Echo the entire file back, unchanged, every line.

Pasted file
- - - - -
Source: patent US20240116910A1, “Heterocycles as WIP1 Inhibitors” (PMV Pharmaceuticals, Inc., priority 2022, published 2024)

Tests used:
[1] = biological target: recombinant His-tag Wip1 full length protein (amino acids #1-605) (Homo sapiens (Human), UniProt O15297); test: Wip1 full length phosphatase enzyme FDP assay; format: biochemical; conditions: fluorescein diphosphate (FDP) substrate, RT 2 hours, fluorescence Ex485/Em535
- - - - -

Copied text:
Source: patent US20240116910A1, “Heterocycles as WIP1 Inhibitors” (PMV Pharmaceuticals, Inc., priority 2022, published 2024)

Tests used:
[1] = biological target: recombinant His-tag Wip1 full length protein (amino acids #1-605) (Homo sapiens (Human), UniProt O15297); test: Wip1 full length phosphatase enzyme FDP assay; format: biochemical; conditions: fluorescein diphosphate (FDP) substrate, RT 2 hours, fluorescence Ex485/Em535